Is she happier once she leaves the band? The film leaves this as an open question, settling for a coda that highlights Jett's success at taking girl rock to the next level with her own band. For Currie, the experience of the Runaways is, at best, bittersweet. She broke barriers in the world of rock music, but never seemed as interested as Fowley or her band mates in shattering stereotypes. We don't know that Currie ever finds peace, only that she removed herself from a lifestyle that was taking her down.
If the film is nothing we haven't seen before in terms of its story arc, it's also notable for strong performances from Stewart, Fanning and Shannon. However, the debauchery and hedonism on display in The Runaways make the film difficult to watch—these aren't role models, after all, and the film doesn't shy away from the sexual exploitation and early sexualization of the band members.
The Runaways is a sad, cautionary tale, and a contradictory one. It wants to celebrate the lifestyle that gave the band members their success, but also show the downward spiral of Currie, who wrestled with trying to live out her image as a sex kitten. The Runaways makes no judgments. Whether this is a strength or a weakness is left for viewers to decide.
Given that the story's most optimistic message is one about Joan Jett's record sales, the case for seeing the film is difficult to make. The Runaways does show the truth of the downside of the music business, especially for these young teen girls, but it also holds back from some of seamier details they actually experienced (a rape scene reportedly was shot but cut from the final film). While such discretion can be commendable, it also can be a cheat, shying away from the most disturbing details so as not to distract further from whatever form of uplift the storyteller wants to convey. That makes the film less honest than it could have been, but considering all that is included in the film, it's a bit of a relief.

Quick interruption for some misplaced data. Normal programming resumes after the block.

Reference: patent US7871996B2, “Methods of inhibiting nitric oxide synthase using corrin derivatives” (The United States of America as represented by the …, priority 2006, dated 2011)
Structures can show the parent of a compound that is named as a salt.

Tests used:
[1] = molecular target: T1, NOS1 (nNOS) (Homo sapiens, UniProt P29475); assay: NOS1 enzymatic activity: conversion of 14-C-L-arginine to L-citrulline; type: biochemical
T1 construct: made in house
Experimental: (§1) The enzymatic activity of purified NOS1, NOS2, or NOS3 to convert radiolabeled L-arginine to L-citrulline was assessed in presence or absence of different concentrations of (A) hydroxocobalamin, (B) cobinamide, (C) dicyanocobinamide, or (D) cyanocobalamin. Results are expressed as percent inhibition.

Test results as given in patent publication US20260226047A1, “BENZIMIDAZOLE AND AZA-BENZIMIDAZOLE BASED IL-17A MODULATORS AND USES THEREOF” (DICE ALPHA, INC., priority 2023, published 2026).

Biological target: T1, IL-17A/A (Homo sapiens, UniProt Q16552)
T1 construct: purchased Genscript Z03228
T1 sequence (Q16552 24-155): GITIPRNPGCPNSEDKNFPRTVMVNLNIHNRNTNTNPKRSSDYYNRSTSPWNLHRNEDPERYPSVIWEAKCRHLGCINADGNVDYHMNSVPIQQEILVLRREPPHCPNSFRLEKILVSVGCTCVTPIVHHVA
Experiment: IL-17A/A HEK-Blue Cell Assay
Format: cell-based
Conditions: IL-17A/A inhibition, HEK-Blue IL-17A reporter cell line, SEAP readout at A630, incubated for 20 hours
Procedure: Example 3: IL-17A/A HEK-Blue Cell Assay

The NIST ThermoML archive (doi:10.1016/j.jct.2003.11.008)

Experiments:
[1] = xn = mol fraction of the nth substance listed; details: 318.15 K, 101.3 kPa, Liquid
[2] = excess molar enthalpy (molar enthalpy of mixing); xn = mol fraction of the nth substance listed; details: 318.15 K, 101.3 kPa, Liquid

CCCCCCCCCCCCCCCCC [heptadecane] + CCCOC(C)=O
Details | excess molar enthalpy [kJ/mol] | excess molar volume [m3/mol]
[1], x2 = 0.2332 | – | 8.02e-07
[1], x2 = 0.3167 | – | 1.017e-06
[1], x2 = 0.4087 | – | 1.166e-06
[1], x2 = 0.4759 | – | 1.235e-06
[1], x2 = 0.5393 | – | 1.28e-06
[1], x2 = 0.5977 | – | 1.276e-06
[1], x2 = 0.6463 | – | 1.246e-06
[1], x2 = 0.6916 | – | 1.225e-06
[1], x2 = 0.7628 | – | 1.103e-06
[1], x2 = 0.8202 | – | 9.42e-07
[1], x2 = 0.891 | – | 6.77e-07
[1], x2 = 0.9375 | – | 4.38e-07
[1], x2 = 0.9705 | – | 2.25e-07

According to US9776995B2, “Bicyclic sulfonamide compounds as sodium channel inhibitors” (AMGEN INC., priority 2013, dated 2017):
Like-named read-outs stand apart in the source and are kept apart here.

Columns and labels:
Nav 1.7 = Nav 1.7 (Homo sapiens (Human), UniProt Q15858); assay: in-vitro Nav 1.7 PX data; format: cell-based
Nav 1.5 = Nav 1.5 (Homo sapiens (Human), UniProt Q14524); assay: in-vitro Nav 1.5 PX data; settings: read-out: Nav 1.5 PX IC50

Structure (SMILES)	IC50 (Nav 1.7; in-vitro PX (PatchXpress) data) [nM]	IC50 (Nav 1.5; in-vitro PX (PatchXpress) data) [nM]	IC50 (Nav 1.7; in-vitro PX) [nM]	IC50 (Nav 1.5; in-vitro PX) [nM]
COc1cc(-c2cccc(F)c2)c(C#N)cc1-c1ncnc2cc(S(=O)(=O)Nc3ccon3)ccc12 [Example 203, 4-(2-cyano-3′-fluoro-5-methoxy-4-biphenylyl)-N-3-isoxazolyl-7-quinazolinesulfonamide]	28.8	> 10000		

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- Language/Profanity: A girl extends the middle finger of both hands; lots of obscenities, often sexual in nature; multiple uses of the F-word.
- Smoking/Drinking/Drugs: Several scenes of smoking, including one where a girl lights the filter end of a cigarette; drinking and drunkenness by adults and teens; Jett drinks vodka out of a squirt gun; a mother asks her grown son if he's on drugs; band members take "uppers" and "downers"; song lyrics refer to being always drunk and stoned; girls do drugs in a restroom; a woman takes her father's prescription pills.
- Sex/Nudity: A girl gets her first period; kissing; a man puts his hand between a girl's legs; girls kiss each other; a man puts a girl's hand on his crotch; a girl starts to remove her top and passes out on a bed, her breasts exposed; a woman masturbates but gets aroused only by thoughts of another woman; Jett urinates on guitars and music equipment; girls appear to have sex while in a drug-induced haze; their manager has sex while on the phone; a woman puts on a t-shirt and we see her bare back only; manager encourages the girls to sell sex and violence; woman dances in skimpy outfit for her boyfriend; Jett plays guitar in her underwear; an underwater shot of a woman in a tub, but her body appears to be covered by a cloth.
- Violence/Crime: Band has items, including dog feces, thrown at it during rehearsals; manager tells band mates to scatter when the police arrive.
- Religion: Sarcastic remark comparing someone to the Virgin Mary and questioning where her disciples were.